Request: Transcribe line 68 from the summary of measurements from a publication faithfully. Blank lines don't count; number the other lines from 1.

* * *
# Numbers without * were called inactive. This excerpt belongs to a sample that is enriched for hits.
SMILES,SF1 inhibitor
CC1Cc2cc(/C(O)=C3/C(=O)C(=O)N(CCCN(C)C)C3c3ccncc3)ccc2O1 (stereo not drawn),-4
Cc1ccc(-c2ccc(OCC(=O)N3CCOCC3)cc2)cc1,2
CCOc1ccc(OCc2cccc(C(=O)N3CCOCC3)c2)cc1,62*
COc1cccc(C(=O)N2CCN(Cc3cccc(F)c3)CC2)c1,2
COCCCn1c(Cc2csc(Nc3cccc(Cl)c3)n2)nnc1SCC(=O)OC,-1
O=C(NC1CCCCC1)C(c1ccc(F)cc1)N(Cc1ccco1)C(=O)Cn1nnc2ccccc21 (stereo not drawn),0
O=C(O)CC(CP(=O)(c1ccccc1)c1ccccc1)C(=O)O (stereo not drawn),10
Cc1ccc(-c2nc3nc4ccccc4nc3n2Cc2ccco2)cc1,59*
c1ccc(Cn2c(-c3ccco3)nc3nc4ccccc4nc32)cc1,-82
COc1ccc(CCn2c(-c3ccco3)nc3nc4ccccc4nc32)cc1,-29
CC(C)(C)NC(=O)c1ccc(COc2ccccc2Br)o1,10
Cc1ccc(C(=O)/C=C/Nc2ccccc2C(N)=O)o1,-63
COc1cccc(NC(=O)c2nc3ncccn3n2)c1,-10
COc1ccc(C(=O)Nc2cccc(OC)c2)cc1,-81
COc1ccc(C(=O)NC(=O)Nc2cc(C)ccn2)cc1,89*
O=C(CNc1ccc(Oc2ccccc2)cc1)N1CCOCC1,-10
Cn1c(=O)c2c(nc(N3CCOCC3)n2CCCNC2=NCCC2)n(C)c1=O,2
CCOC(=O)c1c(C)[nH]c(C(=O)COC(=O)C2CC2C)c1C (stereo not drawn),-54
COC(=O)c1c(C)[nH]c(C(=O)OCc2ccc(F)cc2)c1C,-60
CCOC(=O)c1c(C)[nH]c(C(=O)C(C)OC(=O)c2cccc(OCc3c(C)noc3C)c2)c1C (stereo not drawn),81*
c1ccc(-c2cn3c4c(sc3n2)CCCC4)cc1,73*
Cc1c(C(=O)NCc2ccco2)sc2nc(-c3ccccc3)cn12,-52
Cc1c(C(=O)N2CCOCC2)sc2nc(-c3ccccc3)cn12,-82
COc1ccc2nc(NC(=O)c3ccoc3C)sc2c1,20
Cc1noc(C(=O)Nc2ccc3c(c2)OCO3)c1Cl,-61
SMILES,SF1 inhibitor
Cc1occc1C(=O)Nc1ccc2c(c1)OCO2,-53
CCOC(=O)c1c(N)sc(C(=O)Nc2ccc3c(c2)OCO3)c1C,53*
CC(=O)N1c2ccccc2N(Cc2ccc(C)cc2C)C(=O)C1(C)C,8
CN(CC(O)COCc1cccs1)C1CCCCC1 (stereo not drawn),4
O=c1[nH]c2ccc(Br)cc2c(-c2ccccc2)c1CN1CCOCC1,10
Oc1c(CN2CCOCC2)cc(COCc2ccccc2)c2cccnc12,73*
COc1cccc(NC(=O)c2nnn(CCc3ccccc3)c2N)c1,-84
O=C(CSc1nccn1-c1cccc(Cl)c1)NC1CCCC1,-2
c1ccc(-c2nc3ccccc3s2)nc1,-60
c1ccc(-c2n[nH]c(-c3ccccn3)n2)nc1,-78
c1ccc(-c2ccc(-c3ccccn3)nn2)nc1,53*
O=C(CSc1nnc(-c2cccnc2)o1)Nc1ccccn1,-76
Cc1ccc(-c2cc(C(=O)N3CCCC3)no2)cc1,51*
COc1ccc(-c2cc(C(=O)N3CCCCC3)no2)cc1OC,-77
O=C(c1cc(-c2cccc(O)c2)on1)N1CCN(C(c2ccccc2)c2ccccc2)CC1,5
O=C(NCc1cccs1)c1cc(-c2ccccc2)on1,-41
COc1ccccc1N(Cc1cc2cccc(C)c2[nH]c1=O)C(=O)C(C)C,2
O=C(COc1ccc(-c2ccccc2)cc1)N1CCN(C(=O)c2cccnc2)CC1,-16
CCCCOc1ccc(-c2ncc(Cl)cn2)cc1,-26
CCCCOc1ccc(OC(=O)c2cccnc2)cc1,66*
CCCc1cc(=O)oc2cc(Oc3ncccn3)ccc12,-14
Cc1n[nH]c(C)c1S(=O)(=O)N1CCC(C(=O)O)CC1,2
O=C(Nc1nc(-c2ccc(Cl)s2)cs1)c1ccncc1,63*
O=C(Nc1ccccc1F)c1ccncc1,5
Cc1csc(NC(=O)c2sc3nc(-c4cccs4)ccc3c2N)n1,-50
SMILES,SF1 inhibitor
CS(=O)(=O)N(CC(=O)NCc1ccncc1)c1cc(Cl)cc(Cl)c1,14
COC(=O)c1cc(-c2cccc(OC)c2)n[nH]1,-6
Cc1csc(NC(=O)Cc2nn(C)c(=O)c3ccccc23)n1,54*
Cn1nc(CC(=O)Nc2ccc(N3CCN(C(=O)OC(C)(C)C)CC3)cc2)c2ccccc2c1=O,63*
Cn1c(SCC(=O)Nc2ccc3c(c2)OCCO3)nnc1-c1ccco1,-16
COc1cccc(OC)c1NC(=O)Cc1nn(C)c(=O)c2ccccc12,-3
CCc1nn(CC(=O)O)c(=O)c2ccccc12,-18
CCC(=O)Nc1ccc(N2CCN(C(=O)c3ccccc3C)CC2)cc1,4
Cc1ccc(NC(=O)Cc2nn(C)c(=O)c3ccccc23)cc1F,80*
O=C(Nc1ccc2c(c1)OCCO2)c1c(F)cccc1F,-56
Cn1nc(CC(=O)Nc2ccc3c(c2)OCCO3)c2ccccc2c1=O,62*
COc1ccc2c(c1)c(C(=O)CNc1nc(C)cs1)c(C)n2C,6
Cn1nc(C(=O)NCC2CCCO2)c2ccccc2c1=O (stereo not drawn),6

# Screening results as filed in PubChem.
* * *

# Screening results as filed in PubChem.